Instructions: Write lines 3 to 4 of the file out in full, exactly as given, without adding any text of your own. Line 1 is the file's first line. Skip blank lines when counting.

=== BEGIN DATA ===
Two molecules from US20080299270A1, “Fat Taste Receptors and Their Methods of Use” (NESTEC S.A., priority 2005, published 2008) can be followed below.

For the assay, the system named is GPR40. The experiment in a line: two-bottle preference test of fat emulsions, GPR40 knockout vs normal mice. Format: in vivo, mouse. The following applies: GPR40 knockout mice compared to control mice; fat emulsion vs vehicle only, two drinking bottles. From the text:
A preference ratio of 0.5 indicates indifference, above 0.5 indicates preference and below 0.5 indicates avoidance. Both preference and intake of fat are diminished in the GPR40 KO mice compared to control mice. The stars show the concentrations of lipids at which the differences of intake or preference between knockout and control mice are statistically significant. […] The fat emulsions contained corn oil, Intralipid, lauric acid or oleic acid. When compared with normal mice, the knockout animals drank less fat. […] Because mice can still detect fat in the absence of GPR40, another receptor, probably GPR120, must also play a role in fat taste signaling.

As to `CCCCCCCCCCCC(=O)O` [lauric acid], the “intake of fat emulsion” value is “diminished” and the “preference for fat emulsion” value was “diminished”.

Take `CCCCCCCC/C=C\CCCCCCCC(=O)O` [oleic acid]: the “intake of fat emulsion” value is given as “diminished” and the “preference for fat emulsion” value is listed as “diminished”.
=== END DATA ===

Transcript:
A preference ratio of 0.5 indicates indifference, above 0.5 indicates preference and below 0.5 indicates avoidance. Both preference and intake of fat are diminished in the GPR40 KO mice compared to control mice. The stars show the concentrations of lipids at which the differences of intake or preference between knockout and control mice are statistically significant. […] The fat emulsions contained corn oil, Intralipid, lauric acid or oleic acid. When compared with normal mice, the knockout animals drank less fat. […] Because mice can still detect fat in the absence of GPR40, another receptor, probably GPR120, must also play a role in fat taste signaling.

As to `CCCCCCCCCCCC(=O)O` [lauric acid], the “intake of fat emulsion” value is “diminished” and the “preference for fat emulsion” value was “diminished”.